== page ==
End If
    End If
  End Sub

' Augment the OnLostFocus event to include hiding the SIP, if 1) the
' control is not locked and 2) an InputPanel control has been defined.
  Protected Overrides Sub OnLostFocus(ByVal e As System.EventArgs)
    If (mLocked = False) Then
      If (mSipDefined) Then
        mInputPanel.Enabled = False
      End If
    End If    MyBase.OnLostFocus(e)
  End Sub

Testing the TextBoxPlus Control

Now that we have the control completed, it is time to put it to the test. I have created a simple Pocket PC application for this purpose. An example of its interface is shown in Figure 1.

Figure 1. The interface to the test application

There are two key items to note in this design. First, there is no TextBoxPlus control presently visible on the form. While we have created a functional hybrid control, we have not created a design time version of this control. This simply means that we will not be able to add the control to our form at design time. Instead, we'll create an instance of the control from code.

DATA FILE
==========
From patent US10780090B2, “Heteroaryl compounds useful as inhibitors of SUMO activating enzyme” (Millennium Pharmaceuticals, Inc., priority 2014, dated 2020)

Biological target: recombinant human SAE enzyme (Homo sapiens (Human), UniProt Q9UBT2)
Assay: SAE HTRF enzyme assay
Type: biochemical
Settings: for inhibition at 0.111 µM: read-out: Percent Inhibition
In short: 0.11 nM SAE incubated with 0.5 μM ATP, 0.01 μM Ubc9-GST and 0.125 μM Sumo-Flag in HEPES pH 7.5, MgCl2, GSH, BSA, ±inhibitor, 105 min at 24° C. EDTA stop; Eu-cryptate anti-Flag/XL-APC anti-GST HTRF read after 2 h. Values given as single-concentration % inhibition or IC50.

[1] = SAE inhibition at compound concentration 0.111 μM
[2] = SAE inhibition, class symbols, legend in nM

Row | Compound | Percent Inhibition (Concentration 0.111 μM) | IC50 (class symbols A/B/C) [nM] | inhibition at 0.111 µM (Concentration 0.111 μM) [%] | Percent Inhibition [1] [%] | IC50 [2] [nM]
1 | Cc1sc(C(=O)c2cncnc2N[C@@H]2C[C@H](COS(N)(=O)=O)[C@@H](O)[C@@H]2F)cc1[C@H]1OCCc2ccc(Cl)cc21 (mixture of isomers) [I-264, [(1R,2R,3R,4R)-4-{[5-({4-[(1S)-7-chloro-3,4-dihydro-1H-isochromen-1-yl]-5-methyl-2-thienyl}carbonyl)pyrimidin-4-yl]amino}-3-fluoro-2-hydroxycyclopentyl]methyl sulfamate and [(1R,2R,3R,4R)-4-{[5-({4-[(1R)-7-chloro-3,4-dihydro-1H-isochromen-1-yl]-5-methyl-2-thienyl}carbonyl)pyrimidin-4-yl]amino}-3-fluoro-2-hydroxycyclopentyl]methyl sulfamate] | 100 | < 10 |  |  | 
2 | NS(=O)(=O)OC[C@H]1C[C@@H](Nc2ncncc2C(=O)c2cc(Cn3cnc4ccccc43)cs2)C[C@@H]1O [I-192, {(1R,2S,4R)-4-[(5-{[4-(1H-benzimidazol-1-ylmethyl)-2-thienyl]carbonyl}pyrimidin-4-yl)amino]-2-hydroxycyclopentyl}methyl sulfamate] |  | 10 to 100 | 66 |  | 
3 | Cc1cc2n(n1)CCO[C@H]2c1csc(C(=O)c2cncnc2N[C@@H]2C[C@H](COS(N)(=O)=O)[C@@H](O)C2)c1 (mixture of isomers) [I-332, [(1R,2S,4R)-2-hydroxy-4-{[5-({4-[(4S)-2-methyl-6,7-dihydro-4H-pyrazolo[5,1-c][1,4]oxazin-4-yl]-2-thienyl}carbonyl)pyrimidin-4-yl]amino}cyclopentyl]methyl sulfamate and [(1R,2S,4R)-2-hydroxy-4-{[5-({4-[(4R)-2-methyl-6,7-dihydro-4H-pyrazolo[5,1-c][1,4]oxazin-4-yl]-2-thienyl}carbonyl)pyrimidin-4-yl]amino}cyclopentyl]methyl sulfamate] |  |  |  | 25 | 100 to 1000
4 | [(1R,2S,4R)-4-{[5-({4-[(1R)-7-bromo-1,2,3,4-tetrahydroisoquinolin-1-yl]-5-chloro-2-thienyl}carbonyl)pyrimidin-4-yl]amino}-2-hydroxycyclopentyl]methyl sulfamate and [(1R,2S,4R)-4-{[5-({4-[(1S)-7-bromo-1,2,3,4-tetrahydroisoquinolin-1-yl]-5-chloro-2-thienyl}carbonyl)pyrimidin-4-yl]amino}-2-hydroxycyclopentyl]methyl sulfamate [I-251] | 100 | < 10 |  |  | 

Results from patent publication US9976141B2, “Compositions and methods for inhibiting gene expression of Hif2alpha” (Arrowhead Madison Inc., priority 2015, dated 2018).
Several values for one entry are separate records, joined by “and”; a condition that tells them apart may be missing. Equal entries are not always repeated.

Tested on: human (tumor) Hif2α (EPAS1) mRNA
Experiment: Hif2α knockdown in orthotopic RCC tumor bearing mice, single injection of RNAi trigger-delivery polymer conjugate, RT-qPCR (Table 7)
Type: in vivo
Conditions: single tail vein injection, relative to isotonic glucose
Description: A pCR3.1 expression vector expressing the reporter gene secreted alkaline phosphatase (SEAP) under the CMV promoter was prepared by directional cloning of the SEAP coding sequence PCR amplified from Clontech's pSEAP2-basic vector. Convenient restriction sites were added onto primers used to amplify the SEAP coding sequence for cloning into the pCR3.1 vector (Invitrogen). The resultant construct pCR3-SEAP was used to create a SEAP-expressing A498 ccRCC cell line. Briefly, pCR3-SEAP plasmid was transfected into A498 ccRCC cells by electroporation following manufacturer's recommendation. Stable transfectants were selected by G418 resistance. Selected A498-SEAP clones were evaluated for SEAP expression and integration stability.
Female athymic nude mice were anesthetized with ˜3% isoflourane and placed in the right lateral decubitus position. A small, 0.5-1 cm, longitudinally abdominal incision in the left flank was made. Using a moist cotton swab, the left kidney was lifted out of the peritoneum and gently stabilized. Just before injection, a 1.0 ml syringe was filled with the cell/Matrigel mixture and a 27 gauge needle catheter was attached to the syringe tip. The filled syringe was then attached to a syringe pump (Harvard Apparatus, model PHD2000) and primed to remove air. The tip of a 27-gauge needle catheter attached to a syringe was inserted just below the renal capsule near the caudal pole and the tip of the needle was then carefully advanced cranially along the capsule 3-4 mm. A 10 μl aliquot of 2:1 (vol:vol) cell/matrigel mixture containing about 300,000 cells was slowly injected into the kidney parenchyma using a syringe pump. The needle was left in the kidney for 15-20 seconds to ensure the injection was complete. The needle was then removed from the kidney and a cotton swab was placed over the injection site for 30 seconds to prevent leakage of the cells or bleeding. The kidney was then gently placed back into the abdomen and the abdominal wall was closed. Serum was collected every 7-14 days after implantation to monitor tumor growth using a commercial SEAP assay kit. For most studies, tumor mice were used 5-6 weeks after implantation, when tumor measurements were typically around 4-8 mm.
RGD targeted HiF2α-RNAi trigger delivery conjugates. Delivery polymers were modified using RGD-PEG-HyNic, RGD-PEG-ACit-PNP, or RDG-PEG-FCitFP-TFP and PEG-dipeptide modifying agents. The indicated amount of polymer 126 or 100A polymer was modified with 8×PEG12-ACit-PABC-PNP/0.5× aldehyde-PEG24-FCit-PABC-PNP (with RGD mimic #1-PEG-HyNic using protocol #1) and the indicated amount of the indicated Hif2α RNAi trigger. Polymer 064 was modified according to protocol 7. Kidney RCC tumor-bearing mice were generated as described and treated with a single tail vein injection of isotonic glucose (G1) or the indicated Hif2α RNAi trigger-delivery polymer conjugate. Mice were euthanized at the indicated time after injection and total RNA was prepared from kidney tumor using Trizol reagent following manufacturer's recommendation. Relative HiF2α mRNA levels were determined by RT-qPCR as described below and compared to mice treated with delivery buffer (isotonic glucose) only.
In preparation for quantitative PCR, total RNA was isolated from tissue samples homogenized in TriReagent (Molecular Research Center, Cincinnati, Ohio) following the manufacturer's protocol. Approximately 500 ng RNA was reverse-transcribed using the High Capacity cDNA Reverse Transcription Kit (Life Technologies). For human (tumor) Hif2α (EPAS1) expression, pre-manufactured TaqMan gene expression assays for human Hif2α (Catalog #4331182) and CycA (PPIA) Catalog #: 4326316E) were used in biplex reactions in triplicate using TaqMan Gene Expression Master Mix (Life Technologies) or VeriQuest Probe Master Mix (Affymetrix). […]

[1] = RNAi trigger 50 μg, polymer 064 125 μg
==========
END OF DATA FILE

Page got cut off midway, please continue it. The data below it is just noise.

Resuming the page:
Second, note the InputPanel control shown in the panel below the form. The InputPanel control allows you to control the SIP. Remember, the InputPanel property of our TextBoxPlus control is expecting an InputPanel.

Creating an Instance of the TextBoxPlus Control

The first feature to test on our control is to create it and add it to a form. Listing 7 shows the code used for this purposes.

The Dim statement defines a new instance of our TextBoxPlus control. Note the use of the keyword WithEvents, which enables the underlying object to raise events.

Within the click event of the Create button is the code used to configure the control. Note that a number of properties are set, including our Locked property. Where did all of these other properties come from? The answer is the TextBox control from which our enhanced control was built. Remember I said that all of the properties, methods, and events are available, just as if you were working with the native control.

Finally, the new instance of the control is added to our form through the Controls collection.

Listing 7. Adding a TextBoxPlus control to the form

  Dim WithEvents txtDemo As New TextBoxPlus

  Private Sub btnCreate_Click(ByVal sender As System.Object, _
    ByVal e As System.EventArgs) Handles btnCreate.Click

' Create an instance of the TextBoxPlus control.
    txtDemo.Left = 10